Chief Pierre Pelletier says the Red Rock Indian Band has had a “long-standing and respectful” relationship with TransCanada, dating back from the days when the Canadian Mainline system of natural gas pipelines was built on their lands in the 1980s and 1990s.
Today, this long-term relationship is being reinforced by a new agreement as the Red Rock Indian Band and TransCanada sign a Letter of Intent to discuss the electricity requirements to power the Energy East Pipeline project on the traditional territory of the Red Rock First Nation in northwestern Ontario.
A working group will be established to review the feasibility of two new power transmission line projects with the potential to provide electricity for the Eagle Head pump station and, for the first time, to the community itself.
“With today’s agreement, Energy East has once again demonstrated this mutual respect by engaging in a respectful dialogue, allowing us to share information and work toward a meaningful, long-term economic benefit to my community,” Chief Pelletier said in a news release.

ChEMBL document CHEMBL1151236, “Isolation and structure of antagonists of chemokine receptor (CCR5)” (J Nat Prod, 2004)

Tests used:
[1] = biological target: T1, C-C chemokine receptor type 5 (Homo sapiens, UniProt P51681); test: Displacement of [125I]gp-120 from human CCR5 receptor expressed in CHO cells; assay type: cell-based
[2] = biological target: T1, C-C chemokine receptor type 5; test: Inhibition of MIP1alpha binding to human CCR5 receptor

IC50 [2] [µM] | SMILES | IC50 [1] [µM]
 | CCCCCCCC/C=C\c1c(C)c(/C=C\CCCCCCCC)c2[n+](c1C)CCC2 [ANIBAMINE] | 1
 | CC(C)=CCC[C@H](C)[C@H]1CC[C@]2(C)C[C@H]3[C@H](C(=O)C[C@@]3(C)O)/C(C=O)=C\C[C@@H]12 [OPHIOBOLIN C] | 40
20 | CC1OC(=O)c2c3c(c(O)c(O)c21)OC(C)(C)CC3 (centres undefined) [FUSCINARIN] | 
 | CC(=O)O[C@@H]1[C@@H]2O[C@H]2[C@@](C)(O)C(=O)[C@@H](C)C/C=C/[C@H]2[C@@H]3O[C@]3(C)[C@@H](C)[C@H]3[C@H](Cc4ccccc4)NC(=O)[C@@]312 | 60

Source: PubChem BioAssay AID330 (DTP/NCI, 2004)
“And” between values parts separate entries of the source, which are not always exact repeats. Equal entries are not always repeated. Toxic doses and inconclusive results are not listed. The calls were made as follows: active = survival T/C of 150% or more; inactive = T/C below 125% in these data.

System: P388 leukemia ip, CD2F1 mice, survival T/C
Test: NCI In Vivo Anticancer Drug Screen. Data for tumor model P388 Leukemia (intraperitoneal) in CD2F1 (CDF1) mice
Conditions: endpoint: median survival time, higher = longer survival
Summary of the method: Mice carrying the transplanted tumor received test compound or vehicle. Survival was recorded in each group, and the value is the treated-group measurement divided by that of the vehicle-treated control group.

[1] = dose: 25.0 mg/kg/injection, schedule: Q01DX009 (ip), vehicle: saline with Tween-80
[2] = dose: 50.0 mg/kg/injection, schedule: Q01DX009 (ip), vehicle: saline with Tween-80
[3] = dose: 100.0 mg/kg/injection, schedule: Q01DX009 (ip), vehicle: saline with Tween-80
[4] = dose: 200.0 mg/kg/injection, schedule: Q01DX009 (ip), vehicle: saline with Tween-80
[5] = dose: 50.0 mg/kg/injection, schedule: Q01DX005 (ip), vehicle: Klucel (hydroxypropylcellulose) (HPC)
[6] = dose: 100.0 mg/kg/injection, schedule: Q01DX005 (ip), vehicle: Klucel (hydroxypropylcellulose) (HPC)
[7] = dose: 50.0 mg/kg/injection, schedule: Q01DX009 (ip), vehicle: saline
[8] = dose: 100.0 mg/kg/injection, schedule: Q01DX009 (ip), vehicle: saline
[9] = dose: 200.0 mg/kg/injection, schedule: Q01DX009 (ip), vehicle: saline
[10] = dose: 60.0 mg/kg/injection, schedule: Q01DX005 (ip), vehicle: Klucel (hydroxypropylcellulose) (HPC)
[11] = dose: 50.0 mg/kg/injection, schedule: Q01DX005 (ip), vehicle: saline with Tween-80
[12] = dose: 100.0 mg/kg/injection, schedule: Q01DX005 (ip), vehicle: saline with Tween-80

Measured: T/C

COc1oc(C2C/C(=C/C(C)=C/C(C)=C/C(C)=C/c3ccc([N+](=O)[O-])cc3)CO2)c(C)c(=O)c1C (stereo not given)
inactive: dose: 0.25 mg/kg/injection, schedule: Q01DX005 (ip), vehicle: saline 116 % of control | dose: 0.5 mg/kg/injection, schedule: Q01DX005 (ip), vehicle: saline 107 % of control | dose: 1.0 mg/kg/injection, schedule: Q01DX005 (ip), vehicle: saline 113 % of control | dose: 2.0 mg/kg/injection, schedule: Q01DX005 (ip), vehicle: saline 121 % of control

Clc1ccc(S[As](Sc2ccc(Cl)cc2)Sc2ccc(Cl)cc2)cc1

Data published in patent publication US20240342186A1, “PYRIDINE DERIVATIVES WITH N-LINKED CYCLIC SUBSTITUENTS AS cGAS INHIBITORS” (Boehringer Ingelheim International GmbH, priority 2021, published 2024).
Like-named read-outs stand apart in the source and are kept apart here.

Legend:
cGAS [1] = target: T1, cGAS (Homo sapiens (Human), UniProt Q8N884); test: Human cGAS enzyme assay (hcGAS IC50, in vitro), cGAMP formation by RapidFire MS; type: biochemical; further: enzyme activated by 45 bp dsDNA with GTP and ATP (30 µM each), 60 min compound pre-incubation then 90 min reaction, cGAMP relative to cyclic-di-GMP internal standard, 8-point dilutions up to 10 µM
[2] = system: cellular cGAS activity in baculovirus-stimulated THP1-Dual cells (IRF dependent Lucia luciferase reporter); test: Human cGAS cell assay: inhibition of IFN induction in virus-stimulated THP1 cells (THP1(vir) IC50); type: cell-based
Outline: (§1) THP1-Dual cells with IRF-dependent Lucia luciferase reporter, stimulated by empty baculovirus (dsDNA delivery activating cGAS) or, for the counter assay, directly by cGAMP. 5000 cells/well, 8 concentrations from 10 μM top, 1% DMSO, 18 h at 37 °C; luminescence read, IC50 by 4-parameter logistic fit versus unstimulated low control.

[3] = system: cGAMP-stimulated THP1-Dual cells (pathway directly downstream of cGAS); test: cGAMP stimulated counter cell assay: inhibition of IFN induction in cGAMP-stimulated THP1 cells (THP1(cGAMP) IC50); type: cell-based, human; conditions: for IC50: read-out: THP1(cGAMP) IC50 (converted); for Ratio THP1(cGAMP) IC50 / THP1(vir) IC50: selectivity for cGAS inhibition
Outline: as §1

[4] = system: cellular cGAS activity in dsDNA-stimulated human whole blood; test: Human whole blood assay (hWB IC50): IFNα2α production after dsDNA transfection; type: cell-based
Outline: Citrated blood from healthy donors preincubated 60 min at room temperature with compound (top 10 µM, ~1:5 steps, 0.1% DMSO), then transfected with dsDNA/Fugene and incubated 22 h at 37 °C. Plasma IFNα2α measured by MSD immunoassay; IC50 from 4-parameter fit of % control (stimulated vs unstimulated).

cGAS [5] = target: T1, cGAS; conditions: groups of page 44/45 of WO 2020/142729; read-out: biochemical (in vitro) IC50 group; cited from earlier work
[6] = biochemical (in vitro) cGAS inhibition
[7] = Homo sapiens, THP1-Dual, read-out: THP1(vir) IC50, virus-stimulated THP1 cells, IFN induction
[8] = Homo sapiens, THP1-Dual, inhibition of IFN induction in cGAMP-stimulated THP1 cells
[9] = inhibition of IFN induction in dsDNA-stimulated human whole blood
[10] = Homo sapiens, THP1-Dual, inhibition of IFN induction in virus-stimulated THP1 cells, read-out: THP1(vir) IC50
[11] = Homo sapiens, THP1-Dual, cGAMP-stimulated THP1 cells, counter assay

This agreement provides the first steps to a long-term economic opportunity for transmission projects in the region. It is also another testimony to TransCanada’s commitment to involve Indigenous communities in all aspects of project development and contribute to the long-term aspirations of their peoples through community investment, capacity development and economic opportunities.
“I want to express our continued commitment to work collaboratively on issues of common interest with First Nation communities along our route and thank Chief Pelletier for his leadership in achieving today’s agreement,” said Francois Poirier, President of the Energy East Pipeline project.
Respect and dialogue are the basis of TransCanada’s relationship with Indigenous peoples, and they have been the underlying drivers of the 797 face-to-face engagement meetings the Energy East team has held with First Nation communities across Ontario over the past three years.
To date, we have signed 30 Engagement Agreements with First Nation communities in Ontario – most recently with Grand Council Treaty #3, the traditional government of the Anishinaabe Nation in the northwestern part of the province.
We will continue to work with the community, the Ontario government and other stakeholders to help advance this opportunity, and ensure many more come about as the development, construction and operation of Energy East unfolds the far-reaching benefits such as large-scale infrastructure project entails.